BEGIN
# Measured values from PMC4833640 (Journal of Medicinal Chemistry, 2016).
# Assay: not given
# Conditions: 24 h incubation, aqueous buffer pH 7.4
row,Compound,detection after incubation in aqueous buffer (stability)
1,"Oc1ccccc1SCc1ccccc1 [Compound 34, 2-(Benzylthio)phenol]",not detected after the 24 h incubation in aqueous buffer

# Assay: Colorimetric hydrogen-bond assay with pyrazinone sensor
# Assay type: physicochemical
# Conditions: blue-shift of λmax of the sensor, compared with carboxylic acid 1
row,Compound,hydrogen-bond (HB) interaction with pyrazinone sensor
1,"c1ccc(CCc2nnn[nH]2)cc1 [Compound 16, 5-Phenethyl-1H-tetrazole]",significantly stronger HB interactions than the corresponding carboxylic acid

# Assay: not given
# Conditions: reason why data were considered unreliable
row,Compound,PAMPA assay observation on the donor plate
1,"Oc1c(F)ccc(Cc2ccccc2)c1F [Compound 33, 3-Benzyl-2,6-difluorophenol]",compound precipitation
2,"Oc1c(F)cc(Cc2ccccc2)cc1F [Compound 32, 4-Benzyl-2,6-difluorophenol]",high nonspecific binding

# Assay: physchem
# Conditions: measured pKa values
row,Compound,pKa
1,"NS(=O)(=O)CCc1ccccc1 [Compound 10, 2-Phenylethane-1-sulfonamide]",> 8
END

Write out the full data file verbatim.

# Measured values from PMC4833640 (Journal of Medicinal Chemistry, 2016).
# Assay: not given
# Conditions: 24 h incubation, aqueous buffer pH 7.4
row,Compound,detection after incubation in aqueous buffer (stability)
1,"Oc1ccccc1SCc1ccccc1 [Compound 34, 2-(Benzylthio)phenol]",not detected after the 24 h incubation in aqueous buffer

# Assay: Colorimetric hydrogen-bond assay with pyrazinone sensor
# Assay type: physicochemical
# Conditions: blue-shift of λmax of the sensor, compared with carboxylic acid 1
row,Compound,hydrogen-bond (HB) interaction with pyrazinone sensor
1,"c1ccc(CCc2nnn[nH]2)cc1 [Compound 16, 5-Phenethyl-1H-tetrazole]",significantly stronger HB interactions than the corresponding carboxylic acid

# Assay: not given
# Conditions: reason why data were considered unreliable
row,Compound,PAMPA assay observation on the donor plate
1,"Oc1c(F)ccc(Cc2ccccc2)c1F [Compound 33, 3-Benzyl-2,6-difluorophenol]",compound precipitation
2,"Oc1c(F)cc(Cc2ccccc2)cc1F [Compound 32, 4-Benzyl-2,6-difluorophenol]",high nonspecific binding

# Assay: physchem
# Conditions: measured pKa values
row,Compound,pKa
1,"NS(=O)(=O)CCc1ccccc1 [Compound 10, 2-Phenylethane-1-sulfonamide]",> 8